Federal technology leaders are making progress on modernizing their information technology systems, according to the latest FITARA scorecard released Dec. 11. Lawmakers on the House Oversight and Government Reform Committee commended agencies for the improvements, but raised concerns that they aren’t taking advantage of new ways to fund the enhancements.
The subcommittees on Information Technology and Government Operations jointly released a scorecard Dec. 11 outlining agencies’ progress in meeting requirements detailed in the 2015 Federal Information Technology Acquisition Reform Act, or FITARA (PL 113-291). They found that more than half of the 24 agencies evaluated had improved their scores – graded on an A through F scale – since May 2018. For the first time since FITARA was enacted, no agencies saw their score decline from the previous scorecard, issued in May.
No agency received an overall “A” rating, but several raised theirs to a “B+,” including the departments of Health and Human Services, Energy, and Veterans Affairs, and NASA. The Defense Department got a “D+” after receiving failing grades on its last three scorecards.
In a Dec. 12 hearing, Information Technology subcommittee chairman Rep. Will Hurd(R-Texas) applauded HHS specifically for its “‘A’ by May” initiative to strengthen its FITARA score — a “D-” as recently as November 2017.
The intent of the FITARA scorecards, Hurd said, “is not to paint agencies with a scarlet letter,” but instead “to incentive behaviors and actions that result in better managed and more secure IT resources.”
“There are lessons that can be learned for what y’all have done — what HHS has done — for others to examine and pursue,” he said.
The committee graded agencies on a number of governmentwide priorities, such as adopting incremental development techniques, consolidating data centers, reducing duplicative IT investments, enhancing risk transparency, licensing software, elevating the status of agency chief information officers, and establishing working capital funds for IT.
PUTTING WORKING CAPITAL FUNDS TO WORK
Some lawmakers expressed concerns that agencies aren’t doing enough to reinvest savings toward future modernization projects through the use of IT working capital funds authorized under the 2017 Modernizing Government Technology (MGT) Act (PL 115-91).
According to the scorecard, only four agencies have plans to establish an MGT working capital fund. Fifteen agencies reported having department-wide funds that they could use for investments in technology. However the IT-related savings deposited into the funds could also be reallocated toward facilities management, personnel, or other expenses.
During the hearing, Hurd briefly grilled Health and Human Services Department deputy chief financial officer Sheila Conley over her agency’s decision not to set up a separate fund solely for IT projects and overseen by HHS’s chief information officer.
Conley responded that HHS, like several other agencies, has interpreted the MGT Act as giving it statutory authority to establish an IT working capital fund, but not “explicit transfer authority” to starting moving resources into it. In other words, agencies believe the MGT Act allows them to set up a checking account, but not to start depositing or writing checks.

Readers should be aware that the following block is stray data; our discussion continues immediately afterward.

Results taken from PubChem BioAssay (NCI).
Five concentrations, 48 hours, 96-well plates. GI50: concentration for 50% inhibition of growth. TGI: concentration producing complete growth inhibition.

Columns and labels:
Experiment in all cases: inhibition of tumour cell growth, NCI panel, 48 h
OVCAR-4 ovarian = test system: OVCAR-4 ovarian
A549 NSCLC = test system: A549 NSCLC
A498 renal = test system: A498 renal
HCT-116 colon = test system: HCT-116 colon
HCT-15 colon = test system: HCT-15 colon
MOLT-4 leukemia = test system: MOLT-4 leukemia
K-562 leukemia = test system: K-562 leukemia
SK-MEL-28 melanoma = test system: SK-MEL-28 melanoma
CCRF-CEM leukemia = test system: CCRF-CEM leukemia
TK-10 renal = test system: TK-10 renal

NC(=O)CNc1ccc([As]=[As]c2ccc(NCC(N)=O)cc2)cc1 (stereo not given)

“It is frustrating that agencies claim they lack the transfer authority when we just passed legislation to do that,” Hurd said.
Based on Conley’s testimony, Rep. Darrell Issa (R-Calif.) recommended that the committee write to the Office of Management and Budget clarifying that it was Congress’s intent that the MGT Act give all agencies the ability to use working capital funds for IT modernization. But as Government Accountability Office principal IT researcher Carol C. Harris cautioned, the issue could be that agency leadership remains reluctant to cede control over sizeable portions of their budgets to the CIO.
“I think cultural change is really difficult,” she said. “So I think in large part, one of the reasons why agencies are not quick to embrace this MGT is a cultural issue versus a legal one.”
THE MEGABYTE BUMP
According to the scorecard, agencies’ progress in complying with the 2016 Making Electronic Government Accountable By Yielding Tangible Efficiencies Act, better known as MEGABYTE (PL 114-210) accounted for much of their improvement in scores.
Under MEGABYTE, the Office of Management and Budget directed each agency to “establish a comprehensive, regularly updated inventory of software licenses.” That way, agencies can track the usage of different software products to avoid overpaying or duplicating purchases.
As of December 2018, 18 out of 24 agencies had built software inventories and started using them to make investment decisions, receiving an “A” grade. Each of the six remaining agencies reported that efforts were underway to complete one. As recently as May 2018, 14 of 24 agencies had received failing grades.
According to GAO’s Harris, the consolidation of software licenses is expected to save $714 million governmentwide in fiscal 2018 alone – a figure seven times the amount Congress appropriated for the governmentwide Technology Modernization Fund, established in December 2017.
Chris Cornillie is a federal market analyst with Bloomberg Government.
To contact the analyst: Chris Cornillie in Washington at email@example.com